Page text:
Industrial hemp could be Colorado’s next cash crop. But until rules are crafted for the growing and processing of the plant, state officials are telling would-be hemp farmers to wait. KUNC’s Luke Runyon has more.

Audio clip: Adobe Flash Player (version 9 or above) is required to play this audio clip. Download the latest version here. You also need to have JavaScript enabled in your browser.

The state’s first hemp crop went into the ground last week in the southeastern town of Springfield, just a few days after state lawmakers passed rules for the sale and taxation of recreational marijuana. What’s not finished is a regulatory framework for industrial hemp. The plant is mostly used for its fiber, in products like clothing and lotions.

Ron Carleton is with the Colorado Department of Agriculture. He says his office phone has been ringing off the hook, with farmers wanting to know how soon they can put hemp in the ground.

“A lot of folks believe that industrial hemp has considerable promise and so they’re interested in when they can start.”

Carleton cautions farmers against jumping into the hemp game too quickly. It’s still illegal at the federal level. That kept Yuma County farmer Michael Bowman from planting hemp this spring.

“The risk of getting caught in this federal web is small, but it’s not nonexistent.”

State officials have until March of next year to come up with rules for governing hemp growers.

 

Comments are closed.

News

January 18, 2018 | NPR · Google’s popular art selfie feature isn’t available in Illinois or Texas. NPR’s Mary Louise Kelly talks with Matthew Kluger, a professor at George Mason University, about how biometric privacy laws are affecting tech companies in certain states.
 

January 18, 2018 | NPR · The is not the first time Congress has had little time left to find a deal to prevent a government shutdown. But what lessons were learned from previous government shutdown showdowns? Who has the power, who gets the blame, and what does the history of these confrontations tell us about this current situation?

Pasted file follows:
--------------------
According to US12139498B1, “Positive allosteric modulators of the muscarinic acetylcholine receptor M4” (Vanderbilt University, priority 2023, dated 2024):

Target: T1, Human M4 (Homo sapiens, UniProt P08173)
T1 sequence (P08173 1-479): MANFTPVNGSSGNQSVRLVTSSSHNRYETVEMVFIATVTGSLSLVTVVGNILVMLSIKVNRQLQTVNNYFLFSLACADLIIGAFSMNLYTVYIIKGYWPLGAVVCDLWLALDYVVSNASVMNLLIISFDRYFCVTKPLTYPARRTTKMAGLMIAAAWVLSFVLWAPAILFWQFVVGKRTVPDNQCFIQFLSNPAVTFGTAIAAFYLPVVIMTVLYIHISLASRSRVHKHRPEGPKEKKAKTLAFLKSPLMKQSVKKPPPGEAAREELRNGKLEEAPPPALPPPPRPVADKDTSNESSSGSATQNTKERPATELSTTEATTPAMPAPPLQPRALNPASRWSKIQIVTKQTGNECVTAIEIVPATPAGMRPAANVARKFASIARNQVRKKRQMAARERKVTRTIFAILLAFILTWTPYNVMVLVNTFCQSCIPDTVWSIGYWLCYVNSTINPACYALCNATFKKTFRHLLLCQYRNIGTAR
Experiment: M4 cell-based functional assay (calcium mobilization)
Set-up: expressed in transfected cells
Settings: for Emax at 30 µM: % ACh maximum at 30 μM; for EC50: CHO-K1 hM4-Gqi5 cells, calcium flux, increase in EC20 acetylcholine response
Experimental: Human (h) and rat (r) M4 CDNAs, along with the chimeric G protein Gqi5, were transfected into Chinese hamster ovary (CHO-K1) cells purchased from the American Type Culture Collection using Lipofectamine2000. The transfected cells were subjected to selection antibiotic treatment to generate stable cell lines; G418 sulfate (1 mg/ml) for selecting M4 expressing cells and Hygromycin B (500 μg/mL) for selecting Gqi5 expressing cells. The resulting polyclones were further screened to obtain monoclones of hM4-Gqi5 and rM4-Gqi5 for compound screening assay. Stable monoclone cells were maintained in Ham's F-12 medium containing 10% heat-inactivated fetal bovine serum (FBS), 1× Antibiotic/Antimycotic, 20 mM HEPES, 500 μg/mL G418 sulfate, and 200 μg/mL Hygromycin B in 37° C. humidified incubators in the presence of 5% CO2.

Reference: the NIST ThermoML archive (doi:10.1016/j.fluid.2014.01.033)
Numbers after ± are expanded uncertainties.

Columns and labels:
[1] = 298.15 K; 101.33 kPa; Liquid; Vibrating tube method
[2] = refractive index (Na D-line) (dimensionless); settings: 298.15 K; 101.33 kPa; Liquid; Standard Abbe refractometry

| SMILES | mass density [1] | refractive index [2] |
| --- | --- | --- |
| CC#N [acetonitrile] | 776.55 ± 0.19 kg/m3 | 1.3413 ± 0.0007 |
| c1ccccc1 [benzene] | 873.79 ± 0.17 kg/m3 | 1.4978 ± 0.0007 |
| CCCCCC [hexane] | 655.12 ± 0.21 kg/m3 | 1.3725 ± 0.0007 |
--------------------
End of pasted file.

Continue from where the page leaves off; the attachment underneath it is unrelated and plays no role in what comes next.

January 18, 2018 | NPR · Donald Trump’s inauguration speech may be remembered for his description of “American carnage.” But one year later, we look at how good of a roadmap it was for his first year as president.
 

Arts & Life

January 18, 2018 | NPR · Google’s popular art selfie feature isn’t available in Illinois or Texas. NPR’s Mary Louise Kelly talks with Matthew Kluger, a professor at George Mason University, about how biometric privacy laws are affecting tech companies in certain states.
 

Hachette Book Group
January 18, 2018 | FA · Christian Picciolini spent eight years as a member of a violent, white power skinhead group. He eventually withdrew and co-founded a nonprofit to help extremists disengage.
 

Restless Books
January 18, 2018 | NPR · Ana Simo’s brash and unsettling debut novel straddles the line between pulp noir and slapstick; it’s the story of a struggling writer who decides that murder is the cure for her decade-long block.
 

Music

Mountain Stage
January 18, 2018 | NPR · The Nashville-based country singer-songwriter charms with a set full of sharp-witted songs from her latest release, Live from Los Angeles.
 

Courtesy of the artist
January 18, 2018 | WXPN-FM · Bringing together her Afrikaans, Portuguese and Welsh heritage, all combined into the unique perspective of someone who moved to South Africa as a child.
 

Courtesy of the artist
January 18, 2018 | NPR · A live psychedelic performance recorded live in the economic hub of the country, Johannesburg.
 

Get the KRCC iPhone App

The Writer's Almanac

Radiolab